There is little doubt that the charter skippers of the British Isles can lay claim to pioneering the art of fishing over sunken wrecks. It was over forty years ago that the rough ground and reef fishing started to show a decline in catches due to commercial over fishing. Skippers were taking their vessels further offshore in an effort to locate good sport for their customers. Up to this time the better skippers were able to locate rough ground marks by being passed day marks which were basically three different bearings that could be cross referenced onto an Admiralty chart giving a fairly accurate area to search. Of course many day marks were not marked on charts and could be headlands, hills, tower blocks, masts, or brightly painted buildings. The skipper would then circle the area with his echo sounder on, usually a paper printout version, looking for pinnacle rocks or rough ground that would afford fish shelter from commercial trawlers. As the boats had to travel further from shore so the day marks became less visible and so successful trips were dependant on good weather.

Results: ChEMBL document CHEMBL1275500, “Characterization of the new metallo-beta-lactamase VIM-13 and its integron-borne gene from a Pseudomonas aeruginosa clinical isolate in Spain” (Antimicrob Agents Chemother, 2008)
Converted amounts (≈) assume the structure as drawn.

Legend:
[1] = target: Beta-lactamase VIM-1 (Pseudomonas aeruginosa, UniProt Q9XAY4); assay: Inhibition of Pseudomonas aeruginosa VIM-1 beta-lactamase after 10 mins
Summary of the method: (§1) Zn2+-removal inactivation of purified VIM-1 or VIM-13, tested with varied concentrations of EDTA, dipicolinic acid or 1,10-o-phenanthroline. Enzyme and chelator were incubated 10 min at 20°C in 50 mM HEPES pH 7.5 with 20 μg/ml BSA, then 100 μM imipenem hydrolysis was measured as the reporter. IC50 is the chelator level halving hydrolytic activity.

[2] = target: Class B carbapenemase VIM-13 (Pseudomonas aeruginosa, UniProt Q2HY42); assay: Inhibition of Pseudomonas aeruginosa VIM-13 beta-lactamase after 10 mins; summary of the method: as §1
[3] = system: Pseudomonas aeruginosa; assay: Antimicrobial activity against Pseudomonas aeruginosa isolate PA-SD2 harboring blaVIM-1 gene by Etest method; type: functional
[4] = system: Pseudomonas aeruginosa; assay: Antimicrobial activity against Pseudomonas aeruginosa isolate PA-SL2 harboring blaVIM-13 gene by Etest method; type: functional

It was around this same time that Decca Navigator systems were being popularised by a few skippers in the West Country who used the system to pinpoint good fishing areas out of sight of land. It was then the commercial fishermen actually gave something in return, as they had recorded the areas where their nets were snagged and lost, using the same Decca number co-ordinates. The charter skippers gradually built up a log book full of these numbers, and with the location of the wrecks that snagged the commercials nets, came mind blowing catches by rod and line that shook the angling world. Catches of ground fish from the wrecks were measured in the thousands of pounds, with 3000lbs of gutted fish being by no means uncommon. Obviously this meant extra cash in addition to the fee charged by the charter boats, and angling parties were soon lining up to book trips.